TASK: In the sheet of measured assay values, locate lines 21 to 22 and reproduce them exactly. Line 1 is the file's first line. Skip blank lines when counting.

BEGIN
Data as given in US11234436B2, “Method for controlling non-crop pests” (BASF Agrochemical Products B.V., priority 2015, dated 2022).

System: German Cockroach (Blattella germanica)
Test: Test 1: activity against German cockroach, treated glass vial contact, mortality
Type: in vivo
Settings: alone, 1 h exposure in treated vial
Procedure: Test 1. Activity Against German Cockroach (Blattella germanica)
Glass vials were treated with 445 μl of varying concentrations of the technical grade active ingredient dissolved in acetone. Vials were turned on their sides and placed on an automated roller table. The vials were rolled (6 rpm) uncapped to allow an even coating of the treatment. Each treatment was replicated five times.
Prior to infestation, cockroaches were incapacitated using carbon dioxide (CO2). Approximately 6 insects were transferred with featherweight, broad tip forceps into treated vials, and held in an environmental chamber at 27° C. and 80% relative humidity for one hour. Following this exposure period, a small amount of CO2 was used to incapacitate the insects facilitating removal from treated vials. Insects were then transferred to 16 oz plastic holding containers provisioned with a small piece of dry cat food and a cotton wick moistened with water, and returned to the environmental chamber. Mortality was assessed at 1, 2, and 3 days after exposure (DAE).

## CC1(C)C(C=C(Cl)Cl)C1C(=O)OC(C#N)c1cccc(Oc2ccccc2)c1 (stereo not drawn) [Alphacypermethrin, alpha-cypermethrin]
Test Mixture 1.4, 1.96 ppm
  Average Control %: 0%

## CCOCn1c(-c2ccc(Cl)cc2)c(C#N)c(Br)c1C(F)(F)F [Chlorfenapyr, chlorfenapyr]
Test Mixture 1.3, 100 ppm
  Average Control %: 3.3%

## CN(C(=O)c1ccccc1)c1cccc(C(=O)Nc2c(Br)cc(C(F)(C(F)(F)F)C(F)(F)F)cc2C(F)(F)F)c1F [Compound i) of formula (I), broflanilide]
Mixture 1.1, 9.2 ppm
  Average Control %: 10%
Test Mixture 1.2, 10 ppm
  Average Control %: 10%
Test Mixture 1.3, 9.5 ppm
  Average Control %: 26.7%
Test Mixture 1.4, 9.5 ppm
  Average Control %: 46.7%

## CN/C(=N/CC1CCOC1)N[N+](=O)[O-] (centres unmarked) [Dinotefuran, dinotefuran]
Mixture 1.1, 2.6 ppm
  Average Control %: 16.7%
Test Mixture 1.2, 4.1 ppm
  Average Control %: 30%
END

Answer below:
  Average Control %: 26.7%
Test Mixture 1.4, 9.5 ppm